Virtual open days
Read about how to make the most of a virtual open day and how to find out what you need to without actually attending.
In the present climate, universities are trying their best to accommodate both current and potential students. They’re attempting to maintain as much normality as possible, and offering virtual open days is one of these ways.
Whether you’re planning to start university in 2020 or 2021, you'll still want to visit the university when that becomes safe to do so. In the meantime, here are a few thoughts on how to make the most of a virtual experience.
While it may be impossible to wander around the campus at the moment, you can still see it in all its glory. Virtual tours are an option for almost every university in the UK. They let you watch videos and use interactive maps so you can get a feel of the university and its surroundings.
Make sure you see examples of accommodation, lecture halls and the city/town streets. This way, you can get as good a feel of the place as possible.
Do as many tours as you can
Thanks to the lack of travel, it’s possible to sit in the comfort of your own room and visit a wide range of different universities without worrying about the cost and practicalities of travelling the entire country. The coronavirus situation might also encourage you to consider virtual open days overseas, in the US, Canada, the Netherlands or other international universities. Why not check those out too?
Use this to your advantage to compare and contrast each city/town and uni. Think about the accommodation and facilities, and how each university ticks the boxes you’re looking for.
Ask lots of questions
Most universities will offer tours with current students and staff. Use the opportunity to ask as many questions as you can, as you would at a regular open day. You won’t embarrass yourself or be remembered as the one who asked a silly question. You could ask parents/family to log in too and ask questions relevant to them. This way, no one is embarrassed!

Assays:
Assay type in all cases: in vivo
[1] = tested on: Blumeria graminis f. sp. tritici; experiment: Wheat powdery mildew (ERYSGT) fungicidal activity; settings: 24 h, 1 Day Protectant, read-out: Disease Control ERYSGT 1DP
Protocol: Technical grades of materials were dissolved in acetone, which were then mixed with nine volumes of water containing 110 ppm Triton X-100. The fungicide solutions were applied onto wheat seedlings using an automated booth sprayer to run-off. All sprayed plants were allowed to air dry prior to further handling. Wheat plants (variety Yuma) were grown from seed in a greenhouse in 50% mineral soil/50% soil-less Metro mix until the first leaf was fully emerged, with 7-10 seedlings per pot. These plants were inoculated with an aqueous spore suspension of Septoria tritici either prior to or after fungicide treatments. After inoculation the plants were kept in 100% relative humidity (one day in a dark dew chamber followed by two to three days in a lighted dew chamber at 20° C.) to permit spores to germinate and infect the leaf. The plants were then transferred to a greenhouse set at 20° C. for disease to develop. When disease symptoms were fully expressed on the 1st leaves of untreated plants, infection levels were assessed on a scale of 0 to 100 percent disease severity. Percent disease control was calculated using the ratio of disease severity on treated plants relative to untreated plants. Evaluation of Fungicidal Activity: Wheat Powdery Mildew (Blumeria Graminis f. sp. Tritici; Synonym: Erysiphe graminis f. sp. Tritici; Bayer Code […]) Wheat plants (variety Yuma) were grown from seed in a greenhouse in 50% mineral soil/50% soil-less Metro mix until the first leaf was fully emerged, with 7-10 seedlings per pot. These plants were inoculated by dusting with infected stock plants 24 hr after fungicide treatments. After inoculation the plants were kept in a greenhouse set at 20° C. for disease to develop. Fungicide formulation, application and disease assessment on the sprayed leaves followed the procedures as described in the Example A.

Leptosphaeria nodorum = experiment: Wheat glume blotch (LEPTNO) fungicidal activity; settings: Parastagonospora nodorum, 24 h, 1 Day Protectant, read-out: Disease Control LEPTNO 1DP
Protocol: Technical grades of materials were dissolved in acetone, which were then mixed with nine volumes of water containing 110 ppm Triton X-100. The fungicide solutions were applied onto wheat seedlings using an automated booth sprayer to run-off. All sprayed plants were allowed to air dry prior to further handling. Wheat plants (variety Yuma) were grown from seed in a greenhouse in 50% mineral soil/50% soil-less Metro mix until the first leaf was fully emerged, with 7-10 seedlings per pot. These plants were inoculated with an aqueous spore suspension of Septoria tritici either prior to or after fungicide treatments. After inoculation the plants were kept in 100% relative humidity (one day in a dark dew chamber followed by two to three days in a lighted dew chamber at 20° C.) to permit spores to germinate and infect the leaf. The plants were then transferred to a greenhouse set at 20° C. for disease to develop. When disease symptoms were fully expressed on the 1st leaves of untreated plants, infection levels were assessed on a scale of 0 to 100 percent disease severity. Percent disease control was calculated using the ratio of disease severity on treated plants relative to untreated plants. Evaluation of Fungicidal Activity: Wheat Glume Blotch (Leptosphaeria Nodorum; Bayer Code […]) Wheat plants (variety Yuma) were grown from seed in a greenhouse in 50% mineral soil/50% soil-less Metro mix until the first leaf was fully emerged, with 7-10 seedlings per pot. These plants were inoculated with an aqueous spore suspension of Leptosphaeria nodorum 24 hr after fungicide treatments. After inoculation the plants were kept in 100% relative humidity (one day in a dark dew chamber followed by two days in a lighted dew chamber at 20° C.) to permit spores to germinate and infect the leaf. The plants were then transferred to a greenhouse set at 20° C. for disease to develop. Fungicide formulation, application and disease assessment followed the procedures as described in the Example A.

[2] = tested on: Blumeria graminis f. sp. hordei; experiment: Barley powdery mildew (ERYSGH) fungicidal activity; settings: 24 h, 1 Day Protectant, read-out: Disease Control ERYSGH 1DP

However, some questions might be really individual, so best to take them offline or directly message the uni. Don’t forget, the uni may not be able to give you concrete dates or assurances on issues like exam grades and campus opening dates, but things will become clearer and universities will keep you updated.
Treat it as a live chat and Q&A rather than an open day. You won't really get the feel of a campus or accommodation online, or really grasp how far the accommodation is from lectures, or how safe the area is where the university is based (although the CUG crime tables can help), so this is more of a fact finding mission.
James Seymour, University of Gloucestershire
Don’t fixate on coronavirus
There’s understandably a lot of concern about how different universities plan to cope with the coronavirus pandemic – how it’ll change the current landscape for your degree, and how your exam results and application will fare in the new system for 2020.
However, it’s good to remember that going to university is a three-year (or more) commitment. There are a lot of other things to ask, to see and to compare that’ll affect your experience and lifestyle over your entire time there.
By all means, ask what you need to know about the current situation, but be aware of things to consider outside of the immediate situation, such as accommodation, clubs and societies, and transport links.
Call a friend
Perhaps a friend is looking at the same universities, or similar subjects. It might be a good idea to chat with them and discuss what you’ve seen at different universities so far. Two people looking at the same place may notice different things, so you can discuss the pros and cons together.
Remember to focus. Whatever happens from now till October with coronavirus and universities, you should still keep the plans you have for your future and continue your university application and journey as planned. Any changes will be clearly communicated and new deadlines/dates confirmed as and when the information becomes available.